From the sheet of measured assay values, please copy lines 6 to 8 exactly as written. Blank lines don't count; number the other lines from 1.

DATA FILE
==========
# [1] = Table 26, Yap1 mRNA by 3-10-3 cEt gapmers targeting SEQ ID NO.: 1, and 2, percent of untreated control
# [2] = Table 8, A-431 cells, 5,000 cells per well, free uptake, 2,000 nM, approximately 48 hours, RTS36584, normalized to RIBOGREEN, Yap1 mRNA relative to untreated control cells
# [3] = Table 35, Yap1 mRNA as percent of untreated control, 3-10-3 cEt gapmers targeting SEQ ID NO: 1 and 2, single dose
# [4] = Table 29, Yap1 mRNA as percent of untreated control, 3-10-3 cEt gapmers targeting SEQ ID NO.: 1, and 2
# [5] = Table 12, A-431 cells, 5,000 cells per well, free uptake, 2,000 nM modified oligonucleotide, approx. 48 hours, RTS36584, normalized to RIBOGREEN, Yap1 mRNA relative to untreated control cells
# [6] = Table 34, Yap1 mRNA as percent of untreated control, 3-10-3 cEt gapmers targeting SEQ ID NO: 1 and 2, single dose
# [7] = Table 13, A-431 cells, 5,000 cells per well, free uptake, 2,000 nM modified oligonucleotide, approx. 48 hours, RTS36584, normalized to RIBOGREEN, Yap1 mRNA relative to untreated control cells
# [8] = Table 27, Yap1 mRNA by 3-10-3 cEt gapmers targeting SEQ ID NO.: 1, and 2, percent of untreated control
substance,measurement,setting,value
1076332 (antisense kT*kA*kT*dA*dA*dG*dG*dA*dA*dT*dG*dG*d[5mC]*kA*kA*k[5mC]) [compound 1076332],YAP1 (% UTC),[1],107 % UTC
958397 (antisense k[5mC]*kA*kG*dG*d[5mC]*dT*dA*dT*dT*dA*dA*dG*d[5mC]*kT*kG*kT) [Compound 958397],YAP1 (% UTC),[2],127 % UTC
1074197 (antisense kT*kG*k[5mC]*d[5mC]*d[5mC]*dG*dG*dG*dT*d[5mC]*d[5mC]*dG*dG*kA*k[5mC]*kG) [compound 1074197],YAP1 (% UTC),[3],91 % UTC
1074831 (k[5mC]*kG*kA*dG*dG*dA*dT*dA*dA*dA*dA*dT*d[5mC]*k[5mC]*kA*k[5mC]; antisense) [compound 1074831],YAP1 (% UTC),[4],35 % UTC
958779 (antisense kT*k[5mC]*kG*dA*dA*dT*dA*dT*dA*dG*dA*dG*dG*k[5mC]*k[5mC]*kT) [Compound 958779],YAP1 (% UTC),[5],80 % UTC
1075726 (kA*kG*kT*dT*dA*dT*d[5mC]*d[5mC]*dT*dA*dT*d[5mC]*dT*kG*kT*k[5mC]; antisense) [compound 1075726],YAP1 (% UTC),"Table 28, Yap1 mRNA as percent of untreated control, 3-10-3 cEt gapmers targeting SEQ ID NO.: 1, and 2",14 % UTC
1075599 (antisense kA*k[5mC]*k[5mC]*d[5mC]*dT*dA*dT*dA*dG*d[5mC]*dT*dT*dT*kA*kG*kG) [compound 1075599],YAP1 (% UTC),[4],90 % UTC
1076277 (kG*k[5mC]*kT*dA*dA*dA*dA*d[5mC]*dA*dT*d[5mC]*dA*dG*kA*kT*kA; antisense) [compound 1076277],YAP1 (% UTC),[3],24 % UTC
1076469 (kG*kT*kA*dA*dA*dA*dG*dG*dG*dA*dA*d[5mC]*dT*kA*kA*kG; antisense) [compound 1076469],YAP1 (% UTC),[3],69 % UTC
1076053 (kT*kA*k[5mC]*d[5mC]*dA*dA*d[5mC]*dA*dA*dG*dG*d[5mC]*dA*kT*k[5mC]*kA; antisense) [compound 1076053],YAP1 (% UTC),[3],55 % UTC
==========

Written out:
# [6] = Table 34, Yap1 mRNA as percent of untreated control, 3-10-3 cEt gapmers targeting SEQ ID NO: 1 and 2, single dose
# [7] = Table 13, A-431 cells, 5,000 cells per well, free uptake, 2,000 nM modified oligonucleotide, approx. 48 hours, RTS36584, normalized to RIBOGREEN, Yap1 mRNA relative to untreated control cells
# [8] = Table 27, Yap1 mRNA by 3-10-3 cEt gapmers targeting SEQ ID NO.: 1, and 2, percent of untreated control